Microsoft Surface: Definitely an iPad Killer, but it isn’t!

Months ago I’ve presented a seminar on Microsoft Surface. When I heard about the Microsoft’s big event depicting a BIG announcement, I was so keen to know what it was all about. And there I hear it’s a Surface, again! I was numb for a while wondering what was BIG in it, and then I searched for a picture of same and found no resemblance to the Surface once I knew. Instead it was an iPad killer, or should I say iPad murderer, certainly it will kick some ass for sure.

Moreover, the tabletop computing platform formerly known as “Microsoft Surface” was “rebranded” to Microsoft PixelSense, Now here is a wiki extract no what Surface actually sounds like.

Microsoft Surface is a line of tablet computers designed and marketed by Microsoft. The Surface will be available in two versions, one that runs Windows RT and one that runs Windows 8 operating systems. Microsoft has announced that different versions will be available featuring ARM and Intel CPUs and the display is a 10.6″, 16:9 widescreen HD Display (RT version), or Full HD Display (Pro version). The product was announced by Microsoft CEO Steve Ballmer at a Los Angeles event on June 18, 2012, at Milk Studios. As of June 19, 2012, no pricing or release date is available.

The Microsoft Surface line features VaporMg (pronounced as Vapor Mag), the molded magnesium casing that houses Surface’s components paired with a PVD finish, which is a manufacturing process that produces a durable finish. VaporMg allows magnesium to be melted down and molded to the details needed for Surface. Also included in both Surface models are a USB port, a micro-SD slot, and a magnetic strip to attach accessories such as the ‘Touch Cover’ and ‘Type Cover’. There are also two cameras, front-facing and rear-facing. The front-facing camera will be angled at 22 degrees to allow proper framing of another person while the “kickstand” is in use.

For the CPUs, the Surface with Windows RT will use an Nvidia ARM CPU. The Windows 8 Pro Surface will utilize an “Ivy Bridge” Core i5 quad core chip like the chips in current Windows laptops.

The Surface device demoed in the Microsoft Surface Events had a new connection port with 5 pins. This was acknowledged as a magnetic charging connector during Microsoft’s presentation event by Steve Sinofsky.

Microsoft will offer two keyboard covers for Surface: Touch Cover and Type Cover. Both, when folded up, serve as protective covers that connect to the Surface via a magnetic connector. When opened, the covers are keyboards. The Touch Cover is 3 mm in thickness and has a touch-sensitive keyboard. The Type Cover is thicker and includes a more traditional keyboard. Both also include a multitouch touchpad.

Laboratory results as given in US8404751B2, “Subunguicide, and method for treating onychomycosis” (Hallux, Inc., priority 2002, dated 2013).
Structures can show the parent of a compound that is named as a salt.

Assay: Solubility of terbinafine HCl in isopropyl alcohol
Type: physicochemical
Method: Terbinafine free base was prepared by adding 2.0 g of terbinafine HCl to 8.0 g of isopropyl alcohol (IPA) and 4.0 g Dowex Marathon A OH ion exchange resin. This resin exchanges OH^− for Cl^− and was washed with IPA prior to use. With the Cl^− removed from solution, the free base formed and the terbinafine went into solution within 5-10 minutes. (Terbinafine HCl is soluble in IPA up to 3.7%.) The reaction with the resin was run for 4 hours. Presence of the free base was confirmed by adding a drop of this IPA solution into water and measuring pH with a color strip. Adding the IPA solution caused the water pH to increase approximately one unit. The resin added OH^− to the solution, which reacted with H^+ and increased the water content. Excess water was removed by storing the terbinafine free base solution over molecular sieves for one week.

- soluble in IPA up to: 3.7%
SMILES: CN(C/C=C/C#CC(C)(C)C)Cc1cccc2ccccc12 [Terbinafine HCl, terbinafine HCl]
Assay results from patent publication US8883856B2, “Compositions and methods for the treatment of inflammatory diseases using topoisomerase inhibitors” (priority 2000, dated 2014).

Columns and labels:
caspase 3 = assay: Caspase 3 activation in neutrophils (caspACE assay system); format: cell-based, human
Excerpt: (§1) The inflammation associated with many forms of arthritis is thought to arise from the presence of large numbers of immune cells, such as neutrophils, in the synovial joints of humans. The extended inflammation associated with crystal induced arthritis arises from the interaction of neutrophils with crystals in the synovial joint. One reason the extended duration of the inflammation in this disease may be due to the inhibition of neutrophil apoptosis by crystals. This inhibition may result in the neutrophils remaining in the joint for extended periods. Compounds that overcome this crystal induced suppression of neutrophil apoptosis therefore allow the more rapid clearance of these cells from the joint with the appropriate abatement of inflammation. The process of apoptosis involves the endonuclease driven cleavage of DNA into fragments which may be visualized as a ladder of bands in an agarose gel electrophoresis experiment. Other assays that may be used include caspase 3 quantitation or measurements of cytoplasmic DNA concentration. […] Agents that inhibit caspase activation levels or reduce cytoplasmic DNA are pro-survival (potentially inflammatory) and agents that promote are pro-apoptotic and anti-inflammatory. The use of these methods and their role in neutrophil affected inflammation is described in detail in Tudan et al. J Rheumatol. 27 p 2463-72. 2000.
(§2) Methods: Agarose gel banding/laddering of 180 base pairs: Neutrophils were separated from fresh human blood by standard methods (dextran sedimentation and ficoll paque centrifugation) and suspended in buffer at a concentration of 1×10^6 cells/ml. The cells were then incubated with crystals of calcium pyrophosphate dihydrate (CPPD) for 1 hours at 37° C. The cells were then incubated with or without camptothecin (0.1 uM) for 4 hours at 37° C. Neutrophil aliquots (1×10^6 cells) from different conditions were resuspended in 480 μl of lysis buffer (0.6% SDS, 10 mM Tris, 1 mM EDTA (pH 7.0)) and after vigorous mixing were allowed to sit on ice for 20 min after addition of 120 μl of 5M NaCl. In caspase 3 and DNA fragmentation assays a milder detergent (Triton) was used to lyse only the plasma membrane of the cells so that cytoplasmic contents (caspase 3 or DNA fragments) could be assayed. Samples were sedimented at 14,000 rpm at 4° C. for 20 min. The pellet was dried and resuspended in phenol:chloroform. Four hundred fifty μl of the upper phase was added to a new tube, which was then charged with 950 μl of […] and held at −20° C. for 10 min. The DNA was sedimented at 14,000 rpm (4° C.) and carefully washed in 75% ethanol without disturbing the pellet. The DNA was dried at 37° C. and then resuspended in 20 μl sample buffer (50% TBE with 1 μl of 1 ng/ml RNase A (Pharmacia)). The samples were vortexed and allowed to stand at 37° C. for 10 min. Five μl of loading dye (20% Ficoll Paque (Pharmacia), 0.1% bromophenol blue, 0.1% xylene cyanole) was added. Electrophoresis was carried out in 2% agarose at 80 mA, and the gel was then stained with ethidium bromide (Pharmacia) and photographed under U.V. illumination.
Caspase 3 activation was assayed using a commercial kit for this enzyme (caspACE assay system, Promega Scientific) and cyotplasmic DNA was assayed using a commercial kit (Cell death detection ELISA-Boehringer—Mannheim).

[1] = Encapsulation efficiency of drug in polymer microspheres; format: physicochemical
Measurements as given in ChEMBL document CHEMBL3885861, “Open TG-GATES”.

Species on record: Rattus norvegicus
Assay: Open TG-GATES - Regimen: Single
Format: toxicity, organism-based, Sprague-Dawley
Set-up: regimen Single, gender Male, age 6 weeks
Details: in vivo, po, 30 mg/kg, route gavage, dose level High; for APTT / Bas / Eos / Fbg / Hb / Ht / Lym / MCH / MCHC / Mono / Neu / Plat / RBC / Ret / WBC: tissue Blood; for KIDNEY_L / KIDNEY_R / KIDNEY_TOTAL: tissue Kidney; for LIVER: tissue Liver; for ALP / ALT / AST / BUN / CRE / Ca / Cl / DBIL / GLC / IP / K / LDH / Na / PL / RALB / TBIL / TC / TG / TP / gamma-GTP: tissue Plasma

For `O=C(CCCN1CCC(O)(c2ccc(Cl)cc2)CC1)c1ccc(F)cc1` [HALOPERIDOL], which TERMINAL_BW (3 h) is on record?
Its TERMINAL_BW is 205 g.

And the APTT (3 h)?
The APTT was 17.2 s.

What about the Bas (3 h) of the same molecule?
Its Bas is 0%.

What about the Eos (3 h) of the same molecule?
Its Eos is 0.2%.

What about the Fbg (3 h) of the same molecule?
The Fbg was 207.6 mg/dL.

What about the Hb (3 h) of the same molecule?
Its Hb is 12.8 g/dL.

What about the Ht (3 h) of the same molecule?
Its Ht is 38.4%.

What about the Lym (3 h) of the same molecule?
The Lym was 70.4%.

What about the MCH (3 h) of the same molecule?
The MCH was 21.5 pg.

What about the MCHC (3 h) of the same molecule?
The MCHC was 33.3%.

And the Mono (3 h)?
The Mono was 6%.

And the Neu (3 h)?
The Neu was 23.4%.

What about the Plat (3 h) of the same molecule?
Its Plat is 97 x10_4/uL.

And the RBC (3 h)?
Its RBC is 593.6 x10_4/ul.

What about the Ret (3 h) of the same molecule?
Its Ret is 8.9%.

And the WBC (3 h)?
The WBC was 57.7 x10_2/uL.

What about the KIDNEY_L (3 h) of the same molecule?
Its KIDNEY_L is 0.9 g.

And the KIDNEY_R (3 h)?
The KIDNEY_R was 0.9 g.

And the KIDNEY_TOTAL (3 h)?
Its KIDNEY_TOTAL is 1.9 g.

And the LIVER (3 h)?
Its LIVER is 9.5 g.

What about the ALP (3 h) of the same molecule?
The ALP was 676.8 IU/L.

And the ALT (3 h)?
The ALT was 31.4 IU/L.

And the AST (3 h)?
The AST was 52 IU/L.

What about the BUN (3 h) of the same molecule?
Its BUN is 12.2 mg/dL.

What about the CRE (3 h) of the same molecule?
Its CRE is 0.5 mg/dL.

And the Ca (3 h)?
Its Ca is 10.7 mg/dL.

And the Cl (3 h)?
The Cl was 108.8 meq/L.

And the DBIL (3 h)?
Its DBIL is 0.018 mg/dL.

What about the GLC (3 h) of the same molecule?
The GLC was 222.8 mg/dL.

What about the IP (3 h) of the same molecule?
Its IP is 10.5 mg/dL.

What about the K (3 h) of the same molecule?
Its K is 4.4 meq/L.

No shipping/availability date for the surface has been announced.

Microsoft has stated that “suggested retail pricing will be announced closer to availability and is expected to be competitive with a comparable ARM tablet or Intel Ultrabook-class PC. OEMs will have cost and feature parity on Windows 8 and Windows RT.”

It’s uncertain that Microsoft refused to answer about the availability and pricing of the product. But again if those details are out already before its commercial launch, it might give Apple and Google much time to undercut Surface. At least for now it’s a killer.

High resolution images and an introduction video of Microsoft Surface can be downloaded from here.


I Love Metro; ‘A Design Language’

Hearing Metro in the perspective of language for the first time? Well, take a look at the UI of latest Microsoft product. Yeah that’s Metro and I just love it! Here’s what a design language is;

A design language is an overarching scheme or style that guides the design of a complement of products or architectural settings. Designers wishing to give their suite of products a unique but consistent look and feel define a design language for it, which can describe choices for design aspects such as materials, color schemes, shapes, patterns, textures, or layouts. They then follow the scheme in the design of each object in the suite.

In automobiles, the design language is often in the grille design. For instance, many BMW vehicles share a design language, including front-end styling consisting of a split kidney and four circular headlights. Some manufacturers have appropriated design language cues from rival firms.

Metro is an internal code name for a typography-based design language created by Microsoft, originally for use in Windows Phone 7. Early uses of the Metro principles began as early as Microsoft Encarta 95 and MSN 2.0,and later evolved into Windows Media Center and Zune. Later the principles of Metro were included in Windows Phone, Microsoft’s website, the Xbox 360 dashboard update, and Windows 8. A key design principle of Metro is better focus on the content of applications, relying more on typography and less on graphics.

“Metro” is based on the design principles of classic Swiss graphic design. Early glimpses of this style could be seen in Windows Media Center for Windows XP Media Center Edition, which favored text as the primary form of navigation. This interface carried over into later iterations of Media Center. In 2006, Zune refreshed its interface using these Metro principles. Microsoft designers decided to redesign the interface and with more focus on clean typography and less on UI chrome. The Zune Desktop Client was also redesigned with an emphasis on typography and clean design that was different from the Zune’s previous Portable Media Center based UI. Flat colored “live tiles” were introduced into the Metro design language during the early Windows Phone’s studies. Microsoft has begun integrating these elements of the Metro design language into its other products, with direct influence being seen in newer versions of Windows Live Messenger and Live Mesh.

Microsoft’s design team says that the Metro UI is partly inspired by signs commonly found at public transport systems, for instance on the King County Metro transit system, which serves the Seattle area where Microsoft is headquartered. Metro places emphasis on good typography and has large text that catches the eye. Microsoft says that Metro is designed to be “sleek, quick, modern” and a “refresh” from the icon-based interfaces of Windows, Android, and iOS. Not only Microsoft the whole tech world says the same.

All instances use fonts based on the Segoe font family designed by Steve Matteson at Agfa Monotype and licensed to Microsoft. For the Zune, Microsoft created a custom version called Zegoe UI, and for Windows Phone, Microsoft created the “Segoe WP” font family. The fonts differ only in minor details.